Our reasons for decorating the body are wide-ranging and complex
and the wearing of jewellery (shell beads) is the earliest recorded
form of modern human behaviour, dating back over 100,000 years.
Historically, people have expressed themselves through relatively
superficial body adornment to extremely sophisticated symbols as a
means of communicating the concept of position, rank, status,
Contemporary studio jewellers continue to challenge perceived
boundaries and use the artefact as a way of defining a personal
response to social and cultural issues such as gender,
relationships politics, and the environment. Similarly,
silversmiths explore this interaction between fine metalworking and
ideas, through the vehicle of the functional domestic object.
The Department embraces this diversity through informed debate
and discussion. It encourages students to develop a personal
approach to the research and development of lively design solutions
together with a knowledge of traditional and cutting edge
technology and skill acquisition.
Whether they intend to enter the broad based jewellery and
silverware industries, pursue personal expression through the
gallery market or continue in academia, students will develop their
skills in a supportive and confident Department.
The Silversmithing and Jewellery programme aims to provide a
broad, balanced programme covering aspects of body adornment and
fine metalworking from the development of original design concepts
through to the finely crafted finished work. The course embraces as
broad an approach to silversmithing and jewellery as possible, from
designing for the mainstream jewellery or silverware industries to
the pursuit of very personal works intended for gallery
A strong emphasis is placed on the development of individual
craft and design skills that increasingly allow each student the
freedom to pursue and realise ideas in appropriate media.
Consequently, we actively encourage exploration of a wide range of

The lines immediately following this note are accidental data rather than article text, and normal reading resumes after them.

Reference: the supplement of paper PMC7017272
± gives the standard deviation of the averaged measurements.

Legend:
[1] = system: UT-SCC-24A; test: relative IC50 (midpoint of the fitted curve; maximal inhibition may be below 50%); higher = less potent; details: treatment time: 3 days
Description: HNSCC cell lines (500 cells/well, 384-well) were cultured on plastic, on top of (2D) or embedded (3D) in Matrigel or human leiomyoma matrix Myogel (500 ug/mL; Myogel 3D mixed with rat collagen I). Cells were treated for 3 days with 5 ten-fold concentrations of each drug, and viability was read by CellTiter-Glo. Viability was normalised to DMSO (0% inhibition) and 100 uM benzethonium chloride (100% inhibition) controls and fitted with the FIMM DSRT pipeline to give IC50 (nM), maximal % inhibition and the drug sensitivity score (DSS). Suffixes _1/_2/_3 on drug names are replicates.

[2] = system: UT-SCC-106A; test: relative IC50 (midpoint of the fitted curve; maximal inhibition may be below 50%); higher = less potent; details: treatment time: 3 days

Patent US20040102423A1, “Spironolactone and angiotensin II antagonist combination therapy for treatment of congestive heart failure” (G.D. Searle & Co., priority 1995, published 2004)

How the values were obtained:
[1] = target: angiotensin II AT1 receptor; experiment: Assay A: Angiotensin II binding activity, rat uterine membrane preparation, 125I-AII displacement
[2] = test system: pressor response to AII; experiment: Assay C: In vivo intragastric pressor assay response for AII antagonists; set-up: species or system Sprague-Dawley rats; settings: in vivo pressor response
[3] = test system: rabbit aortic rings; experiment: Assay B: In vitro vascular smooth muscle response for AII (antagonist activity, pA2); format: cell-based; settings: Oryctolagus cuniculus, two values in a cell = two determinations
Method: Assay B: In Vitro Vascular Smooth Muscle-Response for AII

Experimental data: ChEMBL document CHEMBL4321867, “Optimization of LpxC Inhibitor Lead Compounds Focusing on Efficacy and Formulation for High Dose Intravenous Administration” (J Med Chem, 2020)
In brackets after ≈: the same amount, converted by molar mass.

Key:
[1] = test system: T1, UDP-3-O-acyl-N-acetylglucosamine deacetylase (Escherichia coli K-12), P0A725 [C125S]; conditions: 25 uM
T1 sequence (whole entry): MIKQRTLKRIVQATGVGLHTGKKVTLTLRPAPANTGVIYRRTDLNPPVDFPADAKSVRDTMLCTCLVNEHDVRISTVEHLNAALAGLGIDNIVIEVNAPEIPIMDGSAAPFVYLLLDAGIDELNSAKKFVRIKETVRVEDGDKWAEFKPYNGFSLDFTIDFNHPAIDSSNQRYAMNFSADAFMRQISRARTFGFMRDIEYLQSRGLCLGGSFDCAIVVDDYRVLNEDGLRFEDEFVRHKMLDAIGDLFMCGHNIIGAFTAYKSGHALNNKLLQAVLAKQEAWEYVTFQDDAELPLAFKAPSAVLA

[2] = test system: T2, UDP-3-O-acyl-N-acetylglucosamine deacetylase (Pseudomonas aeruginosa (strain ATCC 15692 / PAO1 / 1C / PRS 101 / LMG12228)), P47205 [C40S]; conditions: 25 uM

materials through project work. The course centres its basic
technical studies, however, in the area of fine metalworking,
providing students with the experience of working in gold and
silver as well as other metals.
The staff of the department, as practising
designer/makers/researchers, continually review new developments in
the field, evaluate the place of silversmithing and jewellery in
changing international cultural environments, and respond to
technological advances in design and manufacture. The programme is
supported by guest lectures, field trips, professional practice
workshops, live projects, themed department exhibitions, and
Forum for Critical Inquiry
A element of the programme is delivered by the Forum for
Critical Inquiry (FoCI) The Forum is an essential component of the
programme. For most of the four years of undergraduate programmes
in design and fine art, one day per week of the student timetable
is allocated to the Forum. It is a cross-school and
externally linked critical mass of diverse research expertise in
broad-based critical studies for contemporary creative practices in
design, art and architecture.
The range of teaching styles varies from traditional keynote
lectures to interactive discussion groups and experiential
learning. Courses are constructed in order to both underpin studio
practice and to open out and extend the range of student
All students are required to attend lectures and discussion
groups, to make oral presentations, to write essays and in the
final year, to present a piece of personal research in the form of
an Extended Essay (20% of the final degree mark) or a Dissertation
(30% of the final degree mark).
Students requiring learning support are provided with additional
teaching tailored to individual needs. Each student also has a
departmental contact tutor who acts in an advisory and pastoral
capacity in relation to progress in Forum for Critical Inquiry.